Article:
What Every Person Should Know About War

Front Cover
Simon and Schuster, 2007 M11 1 - 192 pages
Acclaimed New York Times journalist and author Chris Hedges offers a critical -- and fascinating -- lesson in the dangerous realities of our age: a stark look at the effects of war on combatants. Utterly lacking in rhetoric or dogma, this manual relies instead on bare fact, frank description, and a spare question-and-answer format. Hedges allows U.S. military documentation of the brutalizing physical and psychological consequences of combat to speak for itself.

Hedges poses dozens of questions that young soldiers might ask about combat, and then answers them by quoting from medical and psychological studies.
• What are my chances of being wounded or killed if we go to war?
• What does it feel like to get shot?
• What do artillery shells do to you?
• What is the most painful way to get wounded?
• Will I be afraid?
• What could happen to me in a nuclear attack?
• What does it feel like to kill someone?
• Can I withstand torture?
• What are the long-term consequences of combat stress?
• What will happen to my body after I die?

This profound and devastating portrayal of the horrors to which we subject our armed forces stands as a ringing indictment of the glorification of war and the concealment of its barbarity.
 

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User Review  - codaa27 - LibraryThing

A truly informative book on the reality of war and its effects on people. The book is a quick read and incredibly interesting, with the text in a question-and-answer format. I found the arc of ... Read full review

What every person should know about war

User Review  - Not Available - Book Verdict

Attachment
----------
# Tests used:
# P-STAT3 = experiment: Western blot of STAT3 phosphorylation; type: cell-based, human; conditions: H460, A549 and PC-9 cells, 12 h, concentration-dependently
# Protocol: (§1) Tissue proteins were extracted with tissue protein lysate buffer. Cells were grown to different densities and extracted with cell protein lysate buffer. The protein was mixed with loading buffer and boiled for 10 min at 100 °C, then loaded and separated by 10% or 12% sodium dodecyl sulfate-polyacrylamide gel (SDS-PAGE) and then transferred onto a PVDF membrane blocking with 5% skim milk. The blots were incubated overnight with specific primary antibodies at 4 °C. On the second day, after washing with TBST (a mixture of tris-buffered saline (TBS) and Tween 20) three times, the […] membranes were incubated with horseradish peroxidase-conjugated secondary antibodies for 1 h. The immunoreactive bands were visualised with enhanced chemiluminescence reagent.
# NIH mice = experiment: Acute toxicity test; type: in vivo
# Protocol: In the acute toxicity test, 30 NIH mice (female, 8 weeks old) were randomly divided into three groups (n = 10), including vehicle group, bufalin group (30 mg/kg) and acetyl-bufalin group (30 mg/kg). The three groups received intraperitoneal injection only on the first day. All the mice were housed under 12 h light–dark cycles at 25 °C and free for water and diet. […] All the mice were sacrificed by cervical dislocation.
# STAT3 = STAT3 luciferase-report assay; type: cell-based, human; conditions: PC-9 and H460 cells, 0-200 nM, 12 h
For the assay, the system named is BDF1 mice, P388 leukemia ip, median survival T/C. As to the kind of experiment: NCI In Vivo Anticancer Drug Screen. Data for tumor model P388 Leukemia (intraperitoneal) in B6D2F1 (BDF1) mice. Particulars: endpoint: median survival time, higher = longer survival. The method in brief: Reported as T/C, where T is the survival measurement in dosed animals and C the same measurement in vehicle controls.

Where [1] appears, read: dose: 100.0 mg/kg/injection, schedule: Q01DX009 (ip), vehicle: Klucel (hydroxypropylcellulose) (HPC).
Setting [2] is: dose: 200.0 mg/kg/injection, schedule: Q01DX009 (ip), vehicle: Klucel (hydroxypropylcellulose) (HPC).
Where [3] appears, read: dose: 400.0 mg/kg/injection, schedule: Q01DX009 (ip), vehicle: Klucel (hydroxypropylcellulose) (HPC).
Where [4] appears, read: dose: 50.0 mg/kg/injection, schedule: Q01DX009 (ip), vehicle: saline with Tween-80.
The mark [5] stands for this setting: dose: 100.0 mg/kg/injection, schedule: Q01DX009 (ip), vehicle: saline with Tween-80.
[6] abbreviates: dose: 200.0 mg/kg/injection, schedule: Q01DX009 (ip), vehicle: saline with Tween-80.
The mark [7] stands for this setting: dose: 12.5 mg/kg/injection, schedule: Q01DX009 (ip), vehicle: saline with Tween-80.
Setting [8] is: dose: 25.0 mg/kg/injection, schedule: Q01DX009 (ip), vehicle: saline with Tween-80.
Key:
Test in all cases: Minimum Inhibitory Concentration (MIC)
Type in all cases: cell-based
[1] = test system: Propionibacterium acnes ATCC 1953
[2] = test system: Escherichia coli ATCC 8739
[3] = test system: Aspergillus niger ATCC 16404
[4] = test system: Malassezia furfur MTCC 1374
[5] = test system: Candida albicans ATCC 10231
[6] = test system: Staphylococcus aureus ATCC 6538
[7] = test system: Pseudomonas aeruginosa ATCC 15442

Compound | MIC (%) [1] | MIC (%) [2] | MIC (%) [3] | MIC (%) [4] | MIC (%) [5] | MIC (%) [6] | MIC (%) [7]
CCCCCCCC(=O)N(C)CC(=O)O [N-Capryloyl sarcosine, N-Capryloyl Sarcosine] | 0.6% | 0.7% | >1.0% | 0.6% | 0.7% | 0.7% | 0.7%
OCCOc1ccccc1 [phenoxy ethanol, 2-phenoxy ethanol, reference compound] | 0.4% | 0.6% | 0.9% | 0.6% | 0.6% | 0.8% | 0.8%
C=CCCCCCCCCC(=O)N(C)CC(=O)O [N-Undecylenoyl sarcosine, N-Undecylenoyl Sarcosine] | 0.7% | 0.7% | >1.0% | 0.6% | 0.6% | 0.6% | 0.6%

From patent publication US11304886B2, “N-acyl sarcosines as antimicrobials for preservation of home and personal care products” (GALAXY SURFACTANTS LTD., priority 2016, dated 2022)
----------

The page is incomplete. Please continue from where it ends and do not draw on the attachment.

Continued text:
"This book is a manual on war. There is no rhetoric. There are very few adjectives," Hedges proclaims in his introduction to this graphic primer. Framed as a question-and-answer manual for GIs, not ... Read full review

Contents

Enlistment
10
Life in War
28
Weapons and Wounds
41
Weapons of Mass Destruction
56
The Moment of Combat
71
Imprisonment Torture and Rape
91
After the War
110
Bibliography
147
Acknowledgments
163
Copyright

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About the author (2007)

Chris Hedges is a Pulitzer Prize–winning journalist who was a foreign correspondent and bureau chief in the Middle East and the Balkans for fifteen years for The New York Times. He previously worked overseas for The Dallas Morning News, The Christian Science Monitor, and NPR. He is host of the Emmy Award­–nominated RT America show On Contact. Hedges, who holds a Master of Divinity from Harvard University, is the author of numerous books and was a National Book Critics Circle finalist for War Is a Force That Gives Us Meaning. He has taught at Columbia University, New York University, Princeton University, and the University of Toronto. He has taught college credit courses through Rutgers University since 2013 in the New Jersey prison system.

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